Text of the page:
H: At the end of each section, you offer your top four tips about each topic. What are your top four tips for loving yourself
L: -Identify, appreciate, and harness the strengths in your “flaws.”For a long time I thought my emotional oversensitivity was a massive flaw—but I wouldn’t be able to do the work I do if I didn’t feel and experience the world in the way I do.I still work on how I respond to my emotions, but I’ve challenged the perception that there is something “wrong” with me for being the way I am. The only wrong thing is thinking I am fundamentally inadequate, because it’s simply not true.-Know that your mistakes only define you if you let them.Formerly, I believed that I was the culmination of my worst mistakes, which meant that I had no choice but to feel ashamed of myself. Now, I see my mistakes not as the building blocks of who I am, but as stepping-stones to who I can be. They are my tools for growth and learning, and therefore incredibly valuable.-Realize you are beautiful not in spite of where you’ve been, but because of it.I used to think I had to hide the truth of my past, but I now recycle my former struggles and pain into something useful for others. My past isn’t something I need to hide; it’s something I need to share to make a positive difference in the world.-Recognize and honor your values, needs, and priorities.This is really the biggest one for me. When I honor my values, needs, and priorities I am able to be true to myself and to act with integrity—and this is the foundation of my self-love, self-esteem, and self-respect.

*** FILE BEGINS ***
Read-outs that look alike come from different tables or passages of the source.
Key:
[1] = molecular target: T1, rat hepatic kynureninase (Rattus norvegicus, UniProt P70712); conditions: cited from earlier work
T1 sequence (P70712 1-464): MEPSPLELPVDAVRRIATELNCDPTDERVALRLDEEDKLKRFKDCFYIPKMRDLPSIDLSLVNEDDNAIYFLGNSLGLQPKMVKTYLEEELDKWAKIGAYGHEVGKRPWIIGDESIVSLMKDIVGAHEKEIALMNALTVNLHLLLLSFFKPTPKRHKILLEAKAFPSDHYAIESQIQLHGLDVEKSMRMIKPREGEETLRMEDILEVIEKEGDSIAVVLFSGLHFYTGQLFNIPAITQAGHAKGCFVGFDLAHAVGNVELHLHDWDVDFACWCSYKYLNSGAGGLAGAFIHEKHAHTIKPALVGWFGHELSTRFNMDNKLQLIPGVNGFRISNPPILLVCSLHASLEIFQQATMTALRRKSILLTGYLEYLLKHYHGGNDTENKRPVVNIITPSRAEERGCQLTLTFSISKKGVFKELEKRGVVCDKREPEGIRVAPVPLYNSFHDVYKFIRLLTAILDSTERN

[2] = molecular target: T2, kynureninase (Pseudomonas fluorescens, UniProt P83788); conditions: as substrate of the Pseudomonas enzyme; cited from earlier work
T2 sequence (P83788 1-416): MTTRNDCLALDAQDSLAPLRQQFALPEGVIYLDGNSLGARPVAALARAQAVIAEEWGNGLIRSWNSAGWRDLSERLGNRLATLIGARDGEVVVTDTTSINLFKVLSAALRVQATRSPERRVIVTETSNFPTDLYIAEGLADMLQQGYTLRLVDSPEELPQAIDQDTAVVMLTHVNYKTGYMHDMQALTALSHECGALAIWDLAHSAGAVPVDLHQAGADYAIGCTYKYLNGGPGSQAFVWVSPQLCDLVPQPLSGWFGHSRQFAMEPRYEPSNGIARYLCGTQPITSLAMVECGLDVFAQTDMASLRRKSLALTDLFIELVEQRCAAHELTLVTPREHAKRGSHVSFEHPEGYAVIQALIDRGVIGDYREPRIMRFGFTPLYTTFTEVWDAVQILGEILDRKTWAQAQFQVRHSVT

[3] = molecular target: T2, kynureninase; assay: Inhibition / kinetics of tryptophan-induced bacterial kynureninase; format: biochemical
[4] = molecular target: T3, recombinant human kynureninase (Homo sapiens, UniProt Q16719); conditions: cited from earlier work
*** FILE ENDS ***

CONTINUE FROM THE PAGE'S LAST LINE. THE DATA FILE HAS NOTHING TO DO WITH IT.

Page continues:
H: In one chapter, you say "Perhaps the biggest challenge isn’t learning how to repair ourselves, but rather learning to accept that we all deal with uncomfortable situations and emotions in life." What has helped you with shifting from a repair mindset to an acceptance mindset?
L: I was in my mid-twenties when I hit a big turning point in terms of my perception of myself. Up until that point, I’d spent most of my life building a long list of reasons to feel ashamed of myself.Since I saw myself as pathetic, worthless, and unlovable, I eventually isolated myself in a tiny dorm-style apartment miles away from my friends and family—ironically, in NYC, one of the most crowded cities in the world.One night when I was feeling particularly hopeless and disgusted with myself, I found a quote that challenged everything I formerly believed: Life is 10% what happens to you and 90% how you react to it.Suddenly I considered that I didn’t have to view myself as a weak person who’d experienced a set of difficult circumstances and then made a seemingly endless string of poor choices. I could be the strong person who finally decided to learn and grow through all of it.From this understanding, I then considered that maybe I didn’t need to change anything about myself; I only needed to change how I saw myself and what I did in response.**********Come back tomorrow for the second part of Lori's interview, when we'll talk about vulnerability, self-care, and the most common misconception about self-forgiveness. Don't forget to pre-order your copy of Tiny Buddha's Guide to Loving Yourself: 40 Ways to Transform Your Inner Critic and Your Life before October 8th to make sure you get your free self-love bonus pack.